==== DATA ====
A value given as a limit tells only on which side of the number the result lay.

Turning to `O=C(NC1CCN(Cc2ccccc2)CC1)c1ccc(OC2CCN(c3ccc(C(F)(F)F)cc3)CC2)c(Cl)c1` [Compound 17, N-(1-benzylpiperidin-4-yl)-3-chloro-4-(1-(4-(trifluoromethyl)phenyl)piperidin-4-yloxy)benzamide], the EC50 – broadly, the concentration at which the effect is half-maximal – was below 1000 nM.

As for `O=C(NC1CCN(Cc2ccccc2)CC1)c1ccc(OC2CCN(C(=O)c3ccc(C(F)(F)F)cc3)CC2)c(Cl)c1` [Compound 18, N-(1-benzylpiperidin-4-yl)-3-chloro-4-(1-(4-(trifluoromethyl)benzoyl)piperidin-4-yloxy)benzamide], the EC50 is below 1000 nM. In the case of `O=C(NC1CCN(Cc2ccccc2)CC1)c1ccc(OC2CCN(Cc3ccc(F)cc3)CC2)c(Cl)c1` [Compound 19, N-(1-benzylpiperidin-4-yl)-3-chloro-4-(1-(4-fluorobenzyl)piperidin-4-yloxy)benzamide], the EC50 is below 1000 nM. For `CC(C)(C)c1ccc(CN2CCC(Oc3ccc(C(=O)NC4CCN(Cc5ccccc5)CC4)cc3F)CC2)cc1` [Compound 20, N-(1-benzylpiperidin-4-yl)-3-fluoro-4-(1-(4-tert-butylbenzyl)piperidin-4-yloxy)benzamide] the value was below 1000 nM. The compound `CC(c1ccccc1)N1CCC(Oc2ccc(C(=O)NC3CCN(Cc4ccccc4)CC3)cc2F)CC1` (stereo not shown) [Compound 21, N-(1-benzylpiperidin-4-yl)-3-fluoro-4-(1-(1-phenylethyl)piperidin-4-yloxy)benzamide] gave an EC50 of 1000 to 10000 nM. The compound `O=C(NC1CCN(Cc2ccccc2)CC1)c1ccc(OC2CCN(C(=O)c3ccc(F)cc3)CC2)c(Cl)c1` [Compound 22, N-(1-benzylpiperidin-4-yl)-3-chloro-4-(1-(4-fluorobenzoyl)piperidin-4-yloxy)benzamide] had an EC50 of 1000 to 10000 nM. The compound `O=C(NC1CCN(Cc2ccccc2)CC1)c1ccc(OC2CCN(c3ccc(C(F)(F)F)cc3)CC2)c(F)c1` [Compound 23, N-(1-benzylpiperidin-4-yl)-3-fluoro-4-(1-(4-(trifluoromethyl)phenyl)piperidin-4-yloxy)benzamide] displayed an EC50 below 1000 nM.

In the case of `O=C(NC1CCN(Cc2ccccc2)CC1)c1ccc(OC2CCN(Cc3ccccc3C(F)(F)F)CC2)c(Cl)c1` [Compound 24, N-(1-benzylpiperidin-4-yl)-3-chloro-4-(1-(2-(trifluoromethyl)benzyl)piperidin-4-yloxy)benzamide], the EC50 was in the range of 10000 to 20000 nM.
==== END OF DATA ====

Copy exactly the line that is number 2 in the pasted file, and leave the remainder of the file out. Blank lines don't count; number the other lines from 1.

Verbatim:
Turning to `O=C(NC1CCN(Cc2ccccc2)CC1)c1ccc(OC2CCN(c3ccc(C(F)(F)F)cc3)CC2)c(Cl)c1` [Compound 17, N-(1-benzylpiperidin-4-yl)-3-chloro-4-(1-(4-(trifluoromethyl)phenyl)piperidin-4-yloxy)benzamide], the EC50 – broadly, the concentration at which the effect is half-maximal – was below 1000 nM.